Here's how I used to do this when working on a smaller scale project and then I'll write thoughts on how it could be scaled.
These were the steps taken in the process of developing the GUI:
Have the general concept (programmer not involved, the designer decides this with UI/UX or the customer).
Designer and programmer review the general scheme that was created during the previous step and the programmer creates necessary definitions for symbols and other assets that must be present in the SWC that the designer produces as the result of her work.
The designer receives the "dummy" definitions, connects them to the project. Whenever she creates a new symbol or imports an asset, she links that asset to an existing definition.
After a stage, when some of the symbols are already in the SWC, the designer hands the SWC to the programmer. The programmer uses his own definitions (from which the designer has derived hers). The programmer used those definition to write the functional parts of the interface and to connect them to other parts of the program.
By cycling through these steps we were able to gradually add more components to the project and develop parts of it independently of one another. (It is possible to split the workload between designers such that each one will produce their own SWC with the set of definition they previously choose to work on).
Designers need to be trained to use the forklfow (very few know how to connect symbols to existing definitions, how to compile SWC). But the functionality is there in Flash CS.
Human errors (if a designer makes a typo when linking - she won't notice it until the library is handed to the programmer).
Avoiding human errors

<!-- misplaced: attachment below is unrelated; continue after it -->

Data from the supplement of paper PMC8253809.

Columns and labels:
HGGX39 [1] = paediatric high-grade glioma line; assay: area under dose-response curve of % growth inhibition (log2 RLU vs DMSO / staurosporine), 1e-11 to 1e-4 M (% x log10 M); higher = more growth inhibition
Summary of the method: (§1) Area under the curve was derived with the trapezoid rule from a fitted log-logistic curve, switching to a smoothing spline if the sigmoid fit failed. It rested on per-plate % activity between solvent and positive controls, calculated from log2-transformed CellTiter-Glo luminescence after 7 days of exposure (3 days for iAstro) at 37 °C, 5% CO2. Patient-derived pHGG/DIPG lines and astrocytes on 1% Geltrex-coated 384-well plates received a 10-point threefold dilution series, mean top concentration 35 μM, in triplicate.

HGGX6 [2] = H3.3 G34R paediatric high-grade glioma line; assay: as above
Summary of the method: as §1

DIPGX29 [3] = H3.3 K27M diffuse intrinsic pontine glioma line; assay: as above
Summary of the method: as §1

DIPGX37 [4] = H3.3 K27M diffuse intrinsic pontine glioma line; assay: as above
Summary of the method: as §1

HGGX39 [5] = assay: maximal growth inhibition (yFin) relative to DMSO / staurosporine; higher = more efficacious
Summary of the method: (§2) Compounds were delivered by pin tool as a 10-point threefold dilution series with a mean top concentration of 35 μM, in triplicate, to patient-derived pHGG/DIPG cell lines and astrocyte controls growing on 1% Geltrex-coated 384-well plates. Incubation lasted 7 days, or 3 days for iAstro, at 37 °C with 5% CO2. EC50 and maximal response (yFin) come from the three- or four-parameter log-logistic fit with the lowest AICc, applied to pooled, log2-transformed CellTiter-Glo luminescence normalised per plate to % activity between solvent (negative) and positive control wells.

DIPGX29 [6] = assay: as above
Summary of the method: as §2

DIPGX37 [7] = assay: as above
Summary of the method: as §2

In my smaller scale project I was just running the SWF extracted from SWC through the
swfdump utility and piping it to grep to see if the symbol definitions are present. Given there aren't many, it was possible to do it by hand.
However, since the project you describe is larger, I'd go for writing a script that takes for the input the created outline (ActionScript source file) and the SWC library. Decompresses the SWC, extracts, SWF from it, runs it through
swfdump and verifies that all definitions from source file exist in the SWF.
The designer would be responsible for running this script before sending the SWC and ensuring that at least those symbols / assets she has added during the last update indeed made it into the library.
There are still several technical problems with the analysis: duplicated names, possible high level of "noise", it would still rely on a human to run this check instead of making it analogous to commit hook for example. But none of these seems unsolvable - given enough effort and inventiveness it must be possible to come up with an application that'd ensure integrity.